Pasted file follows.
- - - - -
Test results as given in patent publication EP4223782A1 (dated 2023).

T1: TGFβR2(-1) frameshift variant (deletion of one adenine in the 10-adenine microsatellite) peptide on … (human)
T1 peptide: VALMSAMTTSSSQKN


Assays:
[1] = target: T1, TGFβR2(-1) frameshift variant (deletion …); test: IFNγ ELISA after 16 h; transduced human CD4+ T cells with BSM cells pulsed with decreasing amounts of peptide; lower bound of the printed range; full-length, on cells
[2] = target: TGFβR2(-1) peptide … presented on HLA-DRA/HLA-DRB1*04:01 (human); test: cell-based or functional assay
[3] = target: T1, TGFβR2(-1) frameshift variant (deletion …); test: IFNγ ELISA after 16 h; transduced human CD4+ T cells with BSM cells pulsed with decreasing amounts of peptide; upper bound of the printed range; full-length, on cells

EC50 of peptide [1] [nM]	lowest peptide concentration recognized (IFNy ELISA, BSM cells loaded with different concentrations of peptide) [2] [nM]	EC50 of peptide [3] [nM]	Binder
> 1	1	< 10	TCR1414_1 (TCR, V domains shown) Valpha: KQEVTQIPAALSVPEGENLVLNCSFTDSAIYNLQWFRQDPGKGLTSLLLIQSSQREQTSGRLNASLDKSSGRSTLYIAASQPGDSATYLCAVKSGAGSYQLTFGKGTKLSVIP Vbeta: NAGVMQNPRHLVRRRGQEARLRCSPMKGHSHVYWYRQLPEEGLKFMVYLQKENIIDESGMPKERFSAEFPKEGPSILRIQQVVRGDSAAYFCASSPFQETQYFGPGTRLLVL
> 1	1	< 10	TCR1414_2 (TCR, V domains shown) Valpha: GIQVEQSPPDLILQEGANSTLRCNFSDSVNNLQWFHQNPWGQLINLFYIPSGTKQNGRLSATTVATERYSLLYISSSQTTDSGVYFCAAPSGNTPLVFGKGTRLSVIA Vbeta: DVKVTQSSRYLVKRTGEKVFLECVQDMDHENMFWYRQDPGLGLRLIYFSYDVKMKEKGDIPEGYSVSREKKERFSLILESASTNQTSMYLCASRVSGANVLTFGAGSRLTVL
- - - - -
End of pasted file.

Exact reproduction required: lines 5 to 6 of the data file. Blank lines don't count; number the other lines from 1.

[1] = target: T1, TGFβR2(-1) frameshift variant (deletion …); test: IFNγ ELISA after 16 h; transduced human CD4+ T cells with BSM cells pulsed with decreasing amounts of peptide; lower bound of the printed range; full-length, on cells
[2] = target: TGFβR2(-1) peptide … presented on HLA-DRA/HLA-DRB1*04:01 (human); test: cell-based or functional assay